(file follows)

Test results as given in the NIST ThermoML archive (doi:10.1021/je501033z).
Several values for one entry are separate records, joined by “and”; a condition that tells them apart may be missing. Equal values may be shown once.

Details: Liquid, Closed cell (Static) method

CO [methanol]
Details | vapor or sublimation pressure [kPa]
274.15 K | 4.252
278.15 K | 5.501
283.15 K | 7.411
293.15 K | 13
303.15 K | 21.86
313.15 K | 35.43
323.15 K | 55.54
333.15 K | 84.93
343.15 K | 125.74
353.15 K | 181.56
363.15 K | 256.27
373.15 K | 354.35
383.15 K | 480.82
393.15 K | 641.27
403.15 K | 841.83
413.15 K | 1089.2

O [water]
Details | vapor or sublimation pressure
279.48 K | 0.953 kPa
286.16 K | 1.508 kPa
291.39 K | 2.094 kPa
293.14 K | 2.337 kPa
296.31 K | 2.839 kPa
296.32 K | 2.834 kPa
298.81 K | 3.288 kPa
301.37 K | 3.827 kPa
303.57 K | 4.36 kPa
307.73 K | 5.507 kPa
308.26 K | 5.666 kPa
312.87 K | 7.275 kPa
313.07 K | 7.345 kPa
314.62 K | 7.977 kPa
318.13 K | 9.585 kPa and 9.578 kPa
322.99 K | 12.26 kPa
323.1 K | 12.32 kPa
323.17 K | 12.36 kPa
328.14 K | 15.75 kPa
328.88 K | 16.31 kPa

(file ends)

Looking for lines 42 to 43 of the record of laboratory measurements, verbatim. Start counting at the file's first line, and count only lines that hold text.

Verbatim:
328.14 K | 15.75 kPa
328.88 K | 16.31 kPa